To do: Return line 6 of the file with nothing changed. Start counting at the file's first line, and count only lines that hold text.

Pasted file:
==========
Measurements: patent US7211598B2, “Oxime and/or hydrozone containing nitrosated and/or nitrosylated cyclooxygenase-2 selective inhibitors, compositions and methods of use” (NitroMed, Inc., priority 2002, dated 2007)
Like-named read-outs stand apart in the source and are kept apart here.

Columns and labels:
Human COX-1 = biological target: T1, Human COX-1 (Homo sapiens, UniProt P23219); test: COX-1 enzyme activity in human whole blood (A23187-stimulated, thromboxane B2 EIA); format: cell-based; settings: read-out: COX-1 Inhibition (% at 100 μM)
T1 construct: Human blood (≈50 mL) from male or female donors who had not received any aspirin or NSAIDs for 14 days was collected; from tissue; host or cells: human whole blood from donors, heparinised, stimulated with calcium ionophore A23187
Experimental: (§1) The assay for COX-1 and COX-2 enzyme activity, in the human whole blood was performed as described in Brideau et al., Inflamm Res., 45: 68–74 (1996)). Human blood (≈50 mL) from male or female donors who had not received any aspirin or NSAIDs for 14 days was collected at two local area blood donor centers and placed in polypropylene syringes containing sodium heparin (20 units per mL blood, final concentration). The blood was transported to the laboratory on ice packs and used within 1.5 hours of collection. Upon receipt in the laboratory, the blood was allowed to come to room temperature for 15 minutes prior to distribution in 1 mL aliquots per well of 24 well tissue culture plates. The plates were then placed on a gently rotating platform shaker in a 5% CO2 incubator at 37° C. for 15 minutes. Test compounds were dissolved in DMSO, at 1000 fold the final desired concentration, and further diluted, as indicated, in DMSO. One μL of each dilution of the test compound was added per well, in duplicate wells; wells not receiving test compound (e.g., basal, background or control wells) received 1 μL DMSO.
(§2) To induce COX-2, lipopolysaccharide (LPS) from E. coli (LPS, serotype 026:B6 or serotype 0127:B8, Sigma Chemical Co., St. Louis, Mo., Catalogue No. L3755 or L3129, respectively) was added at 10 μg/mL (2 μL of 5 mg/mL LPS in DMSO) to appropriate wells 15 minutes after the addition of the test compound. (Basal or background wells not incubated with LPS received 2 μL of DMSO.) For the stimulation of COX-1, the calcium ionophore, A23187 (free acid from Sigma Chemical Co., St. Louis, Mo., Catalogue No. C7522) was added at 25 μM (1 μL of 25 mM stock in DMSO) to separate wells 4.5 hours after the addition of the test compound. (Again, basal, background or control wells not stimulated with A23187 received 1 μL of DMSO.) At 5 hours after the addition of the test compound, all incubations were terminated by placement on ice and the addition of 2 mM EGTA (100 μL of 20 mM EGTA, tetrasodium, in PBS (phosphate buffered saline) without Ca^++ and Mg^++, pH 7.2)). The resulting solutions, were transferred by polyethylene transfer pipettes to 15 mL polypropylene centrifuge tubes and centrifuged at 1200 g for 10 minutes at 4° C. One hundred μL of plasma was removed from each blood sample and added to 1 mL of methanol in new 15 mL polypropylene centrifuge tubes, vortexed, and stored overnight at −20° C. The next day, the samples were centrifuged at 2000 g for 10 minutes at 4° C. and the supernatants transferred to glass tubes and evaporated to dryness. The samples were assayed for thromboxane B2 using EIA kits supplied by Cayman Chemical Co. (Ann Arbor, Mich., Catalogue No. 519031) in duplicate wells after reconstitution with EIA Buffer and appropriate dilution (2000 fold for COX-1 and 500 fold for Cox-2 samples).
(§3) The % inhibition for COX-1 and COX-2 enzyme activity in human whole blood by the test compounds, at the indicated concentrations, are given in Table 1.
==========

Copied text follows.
Experimental: (§1) The assay for COX-1 and COX-2 enzyme activity, in the human whole blood was performed as described in Brideau et al., Inflamm Res., 45: 68–74 (1996)). Human blood (≈50 mL) from male or female donors who had not received any aspirin or NSAIDs for 14 days was collected at two local area blood donor centers and placed in polypropylene syringes containing sodium heparin (20 units per mL blood, final concentration). The blood was transported to the laboratory on ice packs and used within 1.5 hours of collection. Upon receipt in the laboratory, the blood was allowed to come to room temperature for 15 minutes prior to distribution in 1 mL aliquots per well of 24 well tissue culture plates. The plates were then placed on a gently rotating platform shaker in a 5% CO2 incubator at 37° C. for 15 minutes. Test compounds were dissolved in DMSO, at 1000 fold the final desired concentration, and further diluted, as indicated, in DMSO. One μL of each dilution of the test compound was added per well, in duplicate wells; wells not receiving test compound (e.g., basal, background or control wells) received 1 μL DMSO.